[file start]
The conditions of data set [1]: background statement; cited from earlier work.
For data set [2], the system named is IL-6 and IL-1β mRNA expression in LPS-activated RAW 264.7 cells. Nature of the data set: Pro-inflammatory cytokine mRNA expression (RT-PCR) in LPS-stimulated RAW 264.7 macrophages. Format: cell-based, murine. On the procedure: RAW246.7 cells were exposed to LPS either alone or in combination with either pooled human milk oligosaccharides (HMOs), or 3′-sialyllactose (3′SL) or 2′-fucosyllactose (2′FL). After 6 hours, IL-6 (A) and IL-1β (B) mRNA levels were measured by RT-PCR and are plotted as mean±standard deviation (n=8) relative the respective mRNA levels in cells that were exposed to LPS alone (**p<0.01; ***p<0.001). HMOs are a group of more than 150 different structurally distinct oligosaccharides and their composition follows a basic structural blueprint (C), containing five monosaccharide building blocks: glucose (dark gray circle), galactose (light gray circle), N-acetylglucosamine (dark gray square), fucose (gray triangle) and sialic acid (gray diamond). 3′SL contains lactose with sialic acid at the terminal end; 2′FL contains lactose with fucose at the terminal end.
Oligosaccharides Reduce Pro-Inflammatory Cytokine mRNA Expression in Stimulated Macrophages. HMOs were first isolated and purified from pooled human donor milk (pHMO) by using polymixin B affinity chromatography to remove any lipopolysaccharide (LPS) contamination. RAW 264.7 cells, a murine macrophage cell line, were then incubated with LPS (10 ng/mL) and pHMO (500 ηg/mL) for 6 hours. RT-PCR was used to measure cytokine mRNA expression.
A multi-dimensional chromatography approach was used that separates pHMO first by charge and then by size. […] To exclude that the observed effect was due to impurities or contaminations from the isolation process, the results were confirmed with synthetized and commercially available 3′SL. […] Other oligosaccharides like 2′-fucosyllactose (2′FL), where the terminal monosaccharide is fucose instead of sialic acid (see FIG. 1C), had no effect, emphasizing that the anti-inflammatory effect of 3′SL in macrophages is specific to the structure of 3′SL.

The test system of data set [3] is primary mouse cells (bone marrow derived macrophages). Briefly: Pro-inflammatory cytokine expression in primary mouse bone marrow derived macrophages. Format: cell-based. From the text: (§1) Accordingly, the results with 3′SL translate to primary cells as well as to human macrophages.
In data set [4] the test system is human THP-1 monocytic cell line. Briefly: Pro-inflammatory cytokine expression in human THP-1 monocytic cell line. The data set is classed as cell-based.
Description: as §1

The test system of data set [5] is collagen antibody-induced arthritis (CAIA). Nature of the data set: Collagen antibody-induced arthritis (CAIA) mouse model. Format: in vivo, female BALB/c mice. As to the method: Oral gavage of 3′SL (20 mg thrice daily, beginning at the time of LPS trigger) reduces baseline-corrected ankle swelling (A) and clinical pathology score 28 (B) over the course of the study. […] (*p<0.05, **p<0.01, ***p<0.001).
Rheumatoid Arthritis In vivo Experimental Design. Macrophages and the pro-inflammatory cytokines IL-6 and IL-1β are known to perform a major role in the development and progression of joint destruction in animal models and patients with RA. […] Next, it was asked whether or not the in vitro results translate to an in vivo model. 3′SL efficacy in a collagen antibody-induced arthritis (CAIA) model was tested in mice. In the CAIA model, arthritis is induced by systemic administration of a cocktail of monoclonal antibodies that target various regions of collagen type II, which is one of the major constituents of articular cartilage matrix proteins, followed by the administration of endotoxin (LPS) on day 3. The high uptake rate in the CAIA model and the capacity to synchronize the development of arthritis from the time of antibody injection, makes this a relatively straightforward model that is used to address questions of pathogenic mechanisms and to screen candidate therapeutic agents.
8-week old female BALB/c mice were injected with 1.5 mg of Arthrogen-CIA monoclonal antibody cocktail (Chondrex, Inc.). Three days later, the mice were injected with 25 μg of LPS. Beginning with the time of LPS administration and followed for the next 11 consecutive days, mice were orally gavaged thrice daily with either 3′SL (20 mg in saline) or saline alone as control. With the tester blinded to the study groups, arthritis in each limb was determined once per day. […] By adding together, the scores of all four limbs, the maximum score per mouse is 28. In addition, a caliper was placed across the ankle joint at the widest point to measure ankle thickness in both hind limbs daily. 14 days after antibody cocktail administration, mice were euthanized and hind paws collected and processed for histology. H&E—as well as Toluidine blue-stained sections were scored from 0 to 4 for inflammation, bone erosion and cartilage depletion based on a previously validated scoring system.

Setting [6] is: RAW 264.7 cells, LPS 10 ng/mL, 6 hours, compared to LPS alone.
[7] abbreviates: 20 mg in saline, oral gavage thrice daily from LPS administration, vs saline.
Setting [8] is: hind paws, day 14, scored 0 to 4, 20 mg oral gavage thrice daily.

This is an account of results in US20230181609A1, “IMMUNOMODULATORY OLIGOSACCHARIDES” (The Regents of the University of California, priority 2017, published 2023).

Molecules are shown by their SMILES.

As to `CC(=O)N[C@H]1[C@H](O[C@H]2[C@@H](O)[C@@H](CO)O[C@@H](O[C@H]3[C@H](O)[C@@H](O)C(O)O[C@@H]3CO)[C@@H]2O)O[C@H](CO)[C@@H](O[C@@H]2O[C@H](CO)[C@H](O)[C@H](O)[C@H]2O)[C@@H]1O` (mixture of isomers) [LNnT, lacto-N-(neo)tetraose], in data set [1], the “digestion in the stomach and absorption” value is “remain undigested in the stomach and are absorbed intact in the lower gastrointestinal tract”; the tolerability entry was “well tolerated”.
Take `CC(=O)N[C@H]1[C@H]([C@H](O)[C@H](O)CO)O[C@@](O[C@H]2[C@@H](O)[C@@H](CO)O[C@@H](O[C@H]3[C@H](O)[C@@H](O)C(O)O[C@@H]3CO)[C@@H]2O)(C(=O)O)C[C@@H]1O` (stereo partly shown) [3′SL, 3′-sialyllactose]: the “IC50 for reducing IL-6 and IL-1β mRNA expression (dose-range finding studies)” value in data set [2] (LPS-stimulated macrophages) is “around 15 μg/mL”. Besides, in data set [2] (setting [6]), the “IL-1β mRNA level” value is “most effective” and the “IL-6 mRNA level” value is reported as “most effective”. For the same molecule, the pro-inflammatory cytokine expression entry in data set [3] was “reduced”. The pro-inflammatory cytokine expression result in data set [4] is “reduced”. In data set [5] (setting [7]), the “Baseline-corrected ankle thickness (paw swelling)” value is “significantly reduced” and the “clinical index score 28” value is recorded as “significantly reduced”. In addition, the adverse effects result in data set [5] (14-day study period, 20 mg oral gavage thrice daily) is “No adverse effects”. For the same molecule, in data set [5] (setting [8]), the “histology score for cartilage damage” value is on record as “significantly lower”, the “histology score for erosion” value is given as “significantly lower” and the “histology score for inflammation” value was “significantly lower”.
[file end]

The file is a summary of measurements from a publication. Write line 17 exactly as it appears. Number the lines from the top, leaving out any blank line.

Take `CC(=O)N[C@H]1[C@H]([C@H](O)[C@H](O)CO)O[C@@](O[C@H]2[C@@H](O)[C@@H](CO)O[C@@H](O[C@H]3[C@H](O)[C@@H](O)C(O)O[C@@H]3CO)[C@@H]2O)(C(=O)O)C[C@@H]1O` (stereo partly shown) [3′SL, 3′-sialyllactose]: the “IC50 for reducing IL-6 and IL-1β mRNA expression (dose-range finding studies)” value in data set [2] (LPS-stimulated macrophages) is “around 15 μg/mL”. Besides, in data set [2] (setting [6]), the “IL-1β mRNA level” value is “most effective” and the “IL-6 mRNA level” value is reported as “most effective”. For the same molecule, the pro-inflammatory cytokine expression entry in data set [3] was “reduced”. The pro-inflammatory cytokine expression result in data set [4] is “reduced”. In data set [5] (setting [7]), the “Baseline-corrected ankle thickness (paw swelling)” value is “significantly reduced” and the “clinical index score 28” value is recorded as “significantly reduced”. In addition, the adverse effects result in data set [5] (14-day study period, 20 mg oral gavage thrice daily) is “No adverse effects”. For the same molecule, in data set [5] (setting [8]), the “histology score for cartilage damage” value is on record as “significantly lower”, the “histology score for erosion” value is given as “significantly lower” and the “histology score for inflammation” value was “significantly lower”.